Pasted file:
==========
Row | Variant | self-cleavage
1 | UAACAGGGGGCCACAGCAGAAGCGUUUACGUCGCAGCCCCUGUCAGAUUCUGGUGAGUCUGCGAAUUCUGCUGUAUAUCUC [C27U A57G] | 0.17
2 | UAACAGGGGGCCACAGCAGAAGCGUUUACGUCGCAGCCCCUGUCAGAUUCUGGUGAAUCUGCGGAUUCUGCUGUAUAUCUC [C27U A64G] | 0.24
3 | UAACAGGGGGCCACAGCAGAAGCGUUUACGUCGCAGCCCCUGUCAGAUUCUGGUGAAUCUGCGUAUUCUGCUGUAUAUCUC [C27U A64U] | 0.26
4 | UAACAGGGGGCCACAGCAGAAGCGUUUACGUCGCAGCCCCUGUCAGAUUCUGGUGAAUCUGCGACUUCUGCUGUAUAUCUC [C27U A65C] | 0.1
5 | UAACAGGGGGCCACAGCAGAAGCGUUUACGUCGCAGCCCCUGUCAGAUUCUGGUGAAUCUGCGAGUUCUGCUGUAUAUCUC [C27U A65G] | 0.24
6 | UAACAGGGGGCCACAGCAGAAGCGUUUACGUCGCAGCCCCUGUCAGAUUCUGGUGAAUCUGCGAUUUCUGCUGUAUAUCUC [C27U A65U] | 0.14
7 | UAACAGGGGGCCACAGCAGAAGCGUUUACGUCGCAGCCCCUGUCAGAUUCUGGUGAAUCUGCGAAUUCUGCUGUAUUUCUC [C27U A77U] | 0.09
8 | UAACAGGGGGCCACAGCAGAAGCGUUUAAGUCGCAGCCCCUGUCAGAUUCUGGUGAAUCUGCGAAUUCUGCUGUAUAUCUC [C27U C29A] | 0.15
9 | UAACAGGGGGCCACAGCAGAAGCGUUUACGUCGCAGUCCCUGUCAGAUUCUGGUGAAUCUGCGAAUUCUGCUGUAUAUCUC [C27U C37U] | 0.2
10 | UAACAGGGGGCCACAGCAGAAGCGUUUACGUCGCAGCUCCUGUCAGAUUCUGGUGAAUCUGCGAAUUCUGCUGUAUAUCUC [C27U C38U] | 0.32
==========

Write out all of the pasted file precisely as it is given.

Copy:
Row | Variant | self-cleavage
1 | UAACAGGGGGCCACAGCAGAAGCGUUUACGUCGCAGCCCCUGUCAGAUUCUGGUGAGUCUGCGAAUUCUGCUGUAUAUCUC [C27U A57G] | 0.17
2 | UAACAGGGGGCCACAGCAGAAGCGUUUACGUCGCAGCCCCUGUCAGAUUCUGGUGAAUCUGCGGAUUCUGCUGUAUAUCUC [C27U A64G] | 0.24
3 | UAACAGGGGGCCACAGCAGAAGCGUUUACGUCGCAGCCCCUGUCAGAUUCUGGUGAAUCUGCGUAUUCUGCUGUAUAUCUC [C27U A64U] | 0.26
4 | UAACAGGGGGCCACAGCAGAAGCGUUUACGUCGCAGCCCCUGUCAGAUUCUGGUGAAUCUGCGACUUCUGCUGUAUAUCUC [C27U A65C] | 0.1
5 | UAACAGGGGGCCACAGCAGAAGCGUUUACGUCGCAGCCCCUGUCAGAUUCUGGUGAAUCUGCGAGUUCUGCUGUAUAUCUC [C27U A65G] | 0.24
6 | UAACAGGGGGCCACAGCAGAAGCGUUUACGUCGCAGCCCCUGUCAGAUUCUGGUGAAUCUGCGAUUUCUGCUGUAUAUCUC [C27U A65U] | 0.14
7 | UAACAGGGGGCCACAGCAGAAGCGUUUACGUCGCAGCCCCUGUCAGAUUCUGGUGAAUCUGCGAAUUCUGCUGUAUUUCUC [C27U A77U] | 0.09
8 | UAACAGGGGGCCACAGCAGAAGCGUUUAAGUCGCAGCCCCUGUCAGAUUCUGGUGAAUCUGCGAAUUCUGCUGUAUAUCUC [C27U C29A] | 0.15
9 | UAACAGGGGGCCACAGCAGAAGCGUUUACGUCGCAGUCCCUGUCAGAUUCUGGUGAAUCUGCGAAUUCUGCUGUAUAUCUC [C27U C37U] | 0.2
10 | UAACAGGGGGCCACAGCAGAAGCGUUUACGUCGCAGCUCCUGUCAGAUUCUGGUGAAUCUGCGAAUUCUGCUGUAUAUCUC [C27U C38U] | 0.32